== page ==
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Should Doctors Retire?
 
P Madhok*
 

With age-ing, problems of old age set in, even for practising doctors. Dimness of vision because of developing cataracts, hearing problems and joint pains are a common feature. Some develop hypertension and diabetes. Others may have digestive disturbances. Remembering names of patients and even drugs can cost an effort. Certain amount of cerebral atrophy is associated with old age, which may translate into learning difficulties for the doctor for newer techniques and methods of investigations.

Science is advancing so fast that unless one keeps up with CME, library and/or internet, he will only become a back number.

Changing times have brought in changing attitudes. There may be no longer the same concern for the patients or fellow doctors, as the aging doctor might expect. The other problem of advancing age is losing friends and colleagues to death, disease and infirmity. For those doctors who are still upright the question is to retire or to go on?

In foreign countries the options are easier. Being welfare states, retirement brings in rich benefits, a handsome pension, old peoples clubs and promotion of hobbies. In India, unless doctor has made himself secure, options are fewer. Besides the savings might not be commensurate with the rising price index. Joint family systems are dying out and nuclear families are the in-thing. Many old couples live alone because children have gone abroad. So passing time alone in the house may be a problem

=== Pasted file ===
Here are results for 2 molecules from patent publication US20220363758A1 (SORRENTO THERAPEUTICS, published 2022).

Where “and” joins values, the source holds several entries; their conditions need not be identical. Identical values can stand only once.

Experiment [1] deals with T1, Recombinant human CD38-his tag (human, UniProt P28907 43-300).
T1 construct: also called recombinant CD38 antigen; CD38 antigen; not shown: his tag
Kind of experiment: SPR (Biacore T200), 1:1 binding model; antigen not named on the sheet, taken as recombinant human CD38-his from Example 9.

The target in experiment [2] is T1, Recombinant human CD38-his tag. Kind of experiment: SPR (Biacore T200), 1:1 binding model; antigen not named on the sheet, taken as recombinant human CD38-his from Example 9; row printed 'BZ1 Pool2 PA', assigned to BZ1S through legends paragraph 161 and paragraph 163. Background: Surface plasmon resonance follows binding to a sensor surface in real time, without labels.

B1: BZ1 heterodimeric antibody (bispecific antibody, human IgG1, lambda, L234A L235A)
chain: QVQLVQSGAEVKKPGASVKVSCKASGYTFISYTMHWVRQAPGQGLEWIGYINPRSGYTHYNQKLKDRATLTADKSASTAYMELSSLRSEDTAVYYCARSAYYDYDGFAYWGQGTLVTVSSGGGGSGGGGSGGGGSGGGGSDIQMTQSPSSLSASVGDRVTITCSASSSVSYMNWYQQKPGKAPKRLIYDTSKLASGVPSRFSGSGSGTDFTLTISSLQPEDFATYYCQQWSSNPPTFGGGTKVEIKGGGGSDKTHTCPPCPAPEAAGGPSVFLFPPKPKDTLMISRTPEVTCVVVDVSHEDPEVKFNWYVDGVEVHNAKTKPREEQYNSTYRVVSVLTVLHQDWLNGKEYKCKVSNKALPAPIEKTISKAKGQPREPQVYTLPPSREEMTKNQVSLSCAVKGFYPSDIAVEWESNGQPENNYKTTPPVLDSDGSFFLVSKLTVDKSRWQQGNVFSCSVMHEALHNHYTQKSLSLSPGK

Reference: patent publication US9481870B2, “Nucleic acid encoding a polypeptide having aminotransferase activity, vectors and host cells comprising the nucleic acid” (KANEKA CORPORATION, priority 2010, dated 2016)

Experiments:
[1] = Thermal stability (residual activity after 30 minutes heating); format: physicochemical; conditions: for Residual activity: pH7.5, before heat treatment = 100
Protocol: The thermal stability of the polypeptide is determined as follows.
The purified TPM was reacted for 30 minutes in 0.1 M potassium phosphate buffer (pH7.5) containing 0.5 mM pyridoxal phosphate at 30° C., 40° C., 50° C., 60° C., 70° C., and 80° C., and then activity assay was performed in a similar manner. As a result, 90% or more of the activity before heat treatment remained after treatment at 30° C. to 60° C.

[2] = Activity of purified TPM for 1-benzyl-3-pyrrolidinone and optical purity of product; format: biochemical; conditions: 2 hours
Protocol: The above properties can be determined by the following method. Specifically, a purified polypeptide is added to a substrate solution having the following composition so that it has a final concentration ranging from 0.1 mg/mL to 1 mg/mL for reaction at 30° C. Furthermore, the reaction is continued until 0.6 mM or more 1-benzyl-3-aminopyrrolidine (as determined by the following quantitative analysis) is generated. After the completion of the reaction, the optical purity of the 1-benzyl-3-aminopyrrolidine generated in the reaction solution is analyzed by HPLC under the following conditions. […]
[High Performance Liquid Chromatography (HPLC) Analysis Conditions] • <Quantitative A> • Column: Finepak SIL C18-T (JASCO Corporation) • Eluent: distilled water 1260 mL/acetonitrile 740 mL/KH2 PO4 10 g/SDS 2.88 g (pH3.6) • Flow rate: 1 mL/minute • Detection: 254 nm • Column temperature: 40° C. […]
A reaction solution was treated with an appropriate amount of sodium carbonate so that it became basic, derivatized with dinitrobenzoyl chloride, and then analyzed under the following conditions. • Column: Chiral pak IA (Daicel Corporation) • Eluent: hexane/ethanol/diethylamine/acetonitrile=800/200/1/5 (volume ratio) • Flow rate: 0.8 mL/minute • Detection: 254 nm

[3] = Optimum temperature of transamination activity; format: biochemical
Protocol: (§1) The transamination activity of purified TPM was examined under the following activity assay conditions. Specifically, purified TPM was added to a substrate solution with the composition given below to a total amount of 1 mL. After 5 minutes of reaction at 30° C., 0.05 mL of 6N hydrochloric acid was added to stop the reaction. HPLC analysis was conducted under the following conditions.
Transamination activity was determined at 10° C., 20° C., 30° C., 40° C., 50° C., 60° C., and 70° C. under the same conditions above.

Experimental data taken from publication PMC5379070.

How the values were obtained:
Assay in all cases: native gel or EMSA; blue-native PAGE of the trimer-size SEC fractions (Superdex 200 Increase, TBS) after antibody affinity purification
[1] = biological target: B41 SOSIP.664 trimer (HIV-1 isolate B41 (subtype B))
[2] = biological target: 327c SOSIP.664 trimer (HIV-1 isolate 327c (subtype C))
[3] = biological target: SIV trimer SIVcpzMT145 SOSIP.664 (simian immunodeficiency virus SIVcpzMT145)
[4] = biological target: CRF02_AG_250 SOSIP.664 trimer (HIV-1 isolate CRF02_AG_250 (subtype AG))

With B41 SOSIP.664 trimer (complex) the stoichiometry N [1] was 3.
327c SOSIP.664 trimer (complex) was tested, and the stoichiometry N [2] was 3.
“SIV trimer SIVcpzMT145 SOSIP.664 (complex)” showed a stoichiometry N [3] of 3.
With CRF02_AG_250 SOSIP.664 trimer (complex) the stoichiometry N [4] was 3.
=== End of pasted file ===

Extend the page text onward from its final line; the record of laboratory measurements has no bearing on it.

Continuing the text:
I feel those doctors who can work, should work. They need not work “centre stage” but accept a less stressful life style. Health check-up, desk job consultations, charitable clinics, administrations is what I have in mind. Teaching, writing books and medical articles for those who enjoy doing it. Taking to alternative therapy like yoga, acupressure, acupuncture, aroma therapy, etc. is a good option for the enterprising type. Unfortunately there are not many employment opportunities for aging doctors at present. The Government and NGO’s should help create some.

Loneliness must be combatted because too frequently it leads to depression. In Japan they encourage the elderly to indulge in brain stimulating exercises like solving crosswords, playing chess or bridge. Learning to dream and fantasizing is very important. They hold classes where the senior citizen learns to paint, draw, sing or write poetry.

In our city laughter clubs and travel clubs have sprung up - which has brought happiness to many people.

For a single doctor, with nobody to stay with or unwilling to settle abroad with his children, remarriage ought to be considered. Companionship is very important with advancing years. It may not be the culture of our country but aren’t we adopting many other conventions of the West?

 
 

* Ex Hon. Paed Surgeon, Bai Jerbai Wadia Paediatric Hospital, Parel, Mumbai 400 012